New York Would Save $45 Billion with Single Payer Health Care!
A 2015 study by UMass/Amherst Economics Department Chair, Gerald Friedman, shows the New York Health Act will bring $45 billion net savings to families, businesses, and taxpayers. The study details that 98% of households would pay less for health care than they do now.
- Under current conditions, the share of state income spent on health care and the administration of the health care system will rise to 18 percent by 2024, much faster than incomes are rising. The average cost of an employer-provided family plan in New York today is over $17,500 with an average family deductible of over $2200.
- One-third of Americans report they were unable to access needed medical care because of its cost. New York Health would eliminate financial barriers to care.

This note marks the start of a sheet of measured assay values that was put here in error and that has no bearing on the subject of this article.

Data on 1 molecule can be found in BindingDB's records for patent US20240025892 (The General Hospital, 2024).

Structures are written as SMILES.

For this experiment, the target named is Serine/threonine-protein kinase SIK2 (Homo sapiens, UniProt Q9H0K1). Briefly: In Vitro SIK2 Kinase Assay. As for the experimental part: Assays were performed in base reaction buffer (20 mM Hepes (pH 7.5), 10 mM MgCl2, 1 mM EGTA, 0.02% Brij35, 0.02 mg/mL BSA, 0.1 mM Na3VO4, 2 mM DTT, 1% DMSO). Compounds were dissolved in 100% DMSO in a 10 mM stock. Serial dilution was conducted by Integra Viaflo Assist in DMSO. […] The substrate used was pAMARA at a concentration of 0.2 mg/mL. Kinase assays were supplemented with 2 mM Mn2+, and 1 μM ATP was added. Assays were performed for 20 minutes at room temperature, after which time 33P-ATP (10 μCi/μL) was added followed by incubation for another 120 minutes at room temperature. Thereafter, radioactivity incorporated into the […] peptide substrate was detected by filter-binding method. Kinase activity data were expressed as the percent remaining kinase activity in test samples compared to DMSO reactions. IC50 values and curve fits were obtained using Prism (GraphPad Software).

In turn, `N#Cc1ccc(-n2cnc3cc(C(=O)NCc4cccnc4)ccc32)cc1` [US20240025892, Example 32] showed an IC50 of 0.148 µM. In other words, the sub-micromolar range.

- New York Health would replace the current multi-payer system of employer-based insurance, individually-acquired insurance, and federally sponsored programs (e.g., Medicare and Medicaid) with a single billing pipeline funded by progressively-graduated assessments collected by the state and based on ability to pay.
- By reducing burdensome billing expenses, administrative waste, monopolistic pricing of drugs and medical devices, and fraud, New York Health would reduce overall health care spending by 15 percent or $45 billion per year by 2019.
- The reductions would include:
- Elimination of overhead and profit of private health insurance companies o Savings on doctor and hospital billing and insurance-related expenses
- Cost of employer administration of health insurance plans
- Greatly reduced drug and device prices
- Reduced waste and fraud
- New York Health would expand and improve our current health care system: o Expand coverage to include all of the uninsured
- Eliminate copays and deductibles
- End the underpayment for Medicaid and Medicare services.
Here is a video presenting the findings: